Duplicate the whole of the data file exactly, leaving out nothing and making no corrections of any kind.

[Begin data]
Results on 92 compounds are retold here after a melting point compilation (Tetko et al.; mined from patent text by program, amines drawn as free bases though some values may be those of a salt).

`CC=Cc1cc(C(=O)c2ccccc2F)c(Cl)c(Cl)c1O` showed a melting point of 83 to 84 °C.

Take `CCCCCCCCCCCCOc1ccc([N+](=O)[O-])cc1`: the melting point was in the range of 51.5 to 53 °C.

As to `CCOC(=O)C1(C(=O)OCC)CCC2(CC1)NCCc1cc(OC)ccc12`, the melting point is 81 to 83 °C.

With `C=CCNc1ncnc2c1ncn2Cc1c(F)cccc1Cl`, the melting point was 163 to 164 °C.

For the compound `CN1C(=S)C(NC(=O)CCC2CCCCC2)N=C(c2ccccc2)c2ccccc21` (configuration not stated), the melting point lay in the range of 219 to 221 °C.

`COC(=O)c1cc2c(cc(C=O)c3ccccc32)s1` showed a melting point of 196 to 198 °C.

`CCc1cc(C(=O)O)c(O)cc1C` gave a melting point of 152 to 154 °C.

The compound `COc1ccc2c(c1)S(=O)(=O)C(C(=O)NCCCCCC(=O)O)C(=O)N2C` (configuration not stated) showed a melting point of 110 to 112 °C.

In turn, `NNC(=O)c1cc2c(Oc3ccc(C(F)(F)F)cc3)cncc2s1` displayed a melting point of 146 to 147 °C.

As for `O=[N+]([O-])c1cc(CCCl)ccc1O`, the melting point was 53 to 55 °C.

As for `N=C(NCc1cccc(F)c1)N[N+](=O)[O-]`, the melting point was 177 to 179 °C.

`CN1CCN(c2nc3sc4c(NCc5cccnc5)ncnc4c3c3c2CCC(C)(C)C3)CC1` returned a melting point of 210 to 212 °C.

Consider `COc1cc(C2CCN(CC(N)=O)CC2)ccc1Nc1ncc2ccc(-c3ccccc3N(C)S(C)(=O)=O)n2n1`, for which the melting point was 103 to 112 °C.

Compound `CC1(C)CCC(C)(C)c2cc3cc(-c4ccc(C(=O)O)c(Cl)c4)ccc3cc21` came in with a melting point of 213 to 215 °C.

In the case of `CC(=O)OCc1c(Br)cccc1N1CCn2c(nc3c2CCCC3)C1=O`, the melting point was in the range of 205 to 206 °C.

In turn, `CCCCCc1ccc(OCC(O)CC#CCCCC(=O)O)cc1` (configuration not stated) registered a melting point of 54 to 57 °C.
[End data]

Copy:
Results on 92 compounds are retold here after a melting point compilation (Tetko et al.; mined from patent text by program, amines drawn as free bases though some values may be those of a salt).

`CC=Cc1cc(C(=O)c2ccccc2F)c(Cl)c(Cl)c1O` showed a melting point of 83 to 84 °C.

Take `CCCCCCCCCCCCOc1ccc([N+](=O)[O-])cc1`: the melting point was in the range of 51.5 to 53 °C.

As to `CCOC(=O)C1(C(=O)OCC)CCC2(CC1)NCCc1cc(OC)ccc12`, the melting point is 81 to 83 °C.

With `C=CCNc1ncnc2c1ncn2Cc1c(F)cccc1Cl`, the melting point was 163 to 164 °C.

For the compound `CN1C(=S)C(NC(=O)CCC2CCCCC2)N=C(c2ccccc2)c2ccccc21` (configuration not stated), the melting point lay in the range of 219 to 221 °C.

`COC(=O)c1cc2c(cc(C=O)c3ccccc32)s1` showed a melting point of 196 to 198 °C.

`CCc1cc(C(=O)O)c(O)cc1C` gave a melting point of 152 to 154 °C.

The compound `COc1ccc2c(c1)S(=O)(=O)C(C(=O)NCCCCCC(=O)O)C(=O)N2C` (configuration not stated) showed a melting point of 110 to 112 °C.

In turn, `NNC(=O)c1cc2c(Oc3ccc(C(F)(F)F)cc3)cncc2s1` displayed a melting point of 146 to 147 °C.

As for `O=[N+]([O-])c1cc(CCCl)ccc1O`, the melting point was 53 to 55 °C.

As for `N=C(NCc1cccc(F)c1)N[N+](=O)[O-]`, the melting point was 177 to 179 °C.

`CN1CCN(c2nc3sc4c(NCc5cccnc5)ncnc4c3c3c2CCC(C)(C)C3)CC1` returned a melting point of 210 to 212 °C.

Consider `COc1cc(C2CCN(CC(N)=O)CC2)ccc1Nc1ncc2ccc(-c3ccccc3N(C)S(C)(=O)=O)n2n1`, for which the melting point was 103 to 112 °C.

Compound `CC1(C)CCC(C)(C)c2cc3cc(-c4ccc(C(=O)O)c(Cl)c4)ccc3cc21` came in with a melting point of 213 to 215 °C.

In the case of `CC(=O)OCc1c(Br)cccc1N1CCn2c(nc3c2CCCC3)C1=O`, the melting point was in the range of 205 to 206 °C.

In turn, `CCCCCc1ccc(OCC(O)CC#CCCCC(=O)O)cc1` (configuration not stated) registered a melting point of 54 to 57 °C.